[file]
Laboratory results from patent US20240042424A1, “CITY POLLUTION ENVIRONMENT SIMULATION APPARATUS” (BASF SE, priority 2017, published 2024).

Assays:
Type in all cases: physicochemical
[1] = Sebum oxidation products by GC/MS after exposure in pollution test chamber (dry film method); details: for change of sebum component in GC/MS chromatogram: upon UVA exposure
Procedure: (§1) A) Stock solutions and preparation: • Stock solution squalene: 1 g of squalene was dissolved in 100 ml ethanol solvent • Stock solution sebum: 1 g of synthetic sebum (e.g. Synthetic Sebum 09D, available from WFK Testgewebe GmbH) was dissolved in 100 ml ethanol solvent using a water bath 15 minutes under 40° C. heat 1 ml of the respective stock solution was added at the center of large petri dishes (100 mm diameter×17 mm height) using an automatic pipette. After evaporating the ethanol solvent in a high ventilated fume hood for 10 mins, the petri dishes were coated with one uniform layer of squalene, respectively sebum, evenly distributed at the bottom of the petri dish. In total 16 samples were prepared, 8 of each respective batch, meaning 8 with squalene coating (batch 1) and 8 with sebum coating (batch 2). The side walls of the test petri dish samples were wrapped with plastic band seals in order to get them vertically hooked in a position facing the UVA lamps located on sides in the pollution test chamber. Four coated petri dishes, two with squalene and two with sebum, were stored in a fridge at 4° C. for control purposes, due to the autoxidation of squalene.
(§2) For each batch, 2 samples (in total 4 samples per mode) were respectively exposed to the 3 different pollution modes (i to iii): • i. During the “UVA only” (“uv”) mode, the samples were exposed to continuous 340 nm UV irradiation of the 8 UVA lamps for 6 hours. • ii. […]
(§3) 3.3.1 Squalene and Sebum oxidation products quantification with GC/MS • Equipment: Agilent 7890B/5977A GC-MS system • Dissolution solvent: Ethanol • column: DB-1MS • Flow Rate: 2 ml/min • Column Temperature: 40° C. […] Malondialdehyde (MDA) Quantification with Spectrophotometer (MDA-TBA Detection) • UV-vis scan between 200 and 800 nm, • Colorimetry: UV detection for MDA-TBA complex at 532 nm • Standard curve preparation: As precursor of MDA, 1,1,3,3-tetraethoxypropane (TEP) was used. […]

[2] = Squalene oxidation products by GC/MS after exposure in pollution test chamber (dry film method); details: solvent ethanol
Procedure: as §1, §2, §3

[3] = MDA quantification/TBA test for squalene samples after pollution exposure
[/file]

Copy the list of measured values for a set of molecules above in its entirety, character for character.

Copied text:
Laboratory results from patent US20240042424A1, “CITY POLLUTION ENVIRONMENT SIMULATION APPARATUS” (BASF SE, priority 2017, published 2024).

Assays:
Type in all cases: physicochemical
[1] = Sebum oxidation products by GC/MS after exposure in pollution test chamber (dry film method); details: for change of sebum component in GC/MS chromatogram: upon UVA exposure
Procedure: (§1) A) Stock solutions and preparation: • Stock solution squalene: 1 g of squalene was dissolved in 100 ml ethanol solvent • Stock solution sebum: 1 g of synthetic sebum (e.g. Synthetic Sebum 09D, available from WFK Testgewebe GmbH) was dissolved in 100 ml ethanol solvent using a water bath 15 minutes under 40° C. heat 1 ml of the respective stock solution was added at the center of large petri dishes (100 mm diameter×17 mm height) using an automatic pipette. After evaporating the ethanol solvent in a high ventilated fume hood for 10 mins, the petri dishes were coated with one uniform layer of squalene, respectively sebum, evenly distributed at the bottom of the petri dish. In total 16 samples were prepared, 8 of each respective batch, meaning 8 with squalene coating (batch 1) and 8 with sebum coating (batch 2). The side walls of the test petri dish samples were wrapped with plastic band seals in order to get them vertically hooked in a position facing the UVA lamps located on sides in the pollution test chamber. Four coated petri dishes, two with squalene and two with sebum, were stored in a fridge at 4° C. for control purposes, due to the autoxidation of squalene.
(§2) For each batch, 2 samples (in total 4 samples per mode) were respectively exposed to the 3 different pollution modes (i to iii): • i. During the “UVA only” (“uv”) mode, the samples were exposed to continuous 340 nm UV irradiation of the 8 UVA lamps for 6 hours. • ii. […]
(§3) 3.3.1 Squalene and Sebum oxidation products quantification with GC/MS • Equipment: Agilent 7890B/5977A GC-MS system • Dissolution solvent: Ethanol • column: DB-1MS • Flow Rate: 2 ml/min • Column Temperature: 40° C. […] Malondialdehyde (MDA) Quantification with Spectrophotometer (MDA-TBA Detection) • UV-vis scan between 200 and 800 nm, • Colorimetry: UV detection for MDA-TBA complex at 532 nm • Standard curve preparation: As precursor of MDA, 1,1,3,3-tetraethoxypropane (TEP) was used. […]

[2] = Squalene oxidation products by GC/MS after exposure in pollution test chamber (dry film method); details: solvent ethanol
Procedure: as §1, §2, §3

[3] = MDA quantification/TBA test for squalene samples after pollution exposure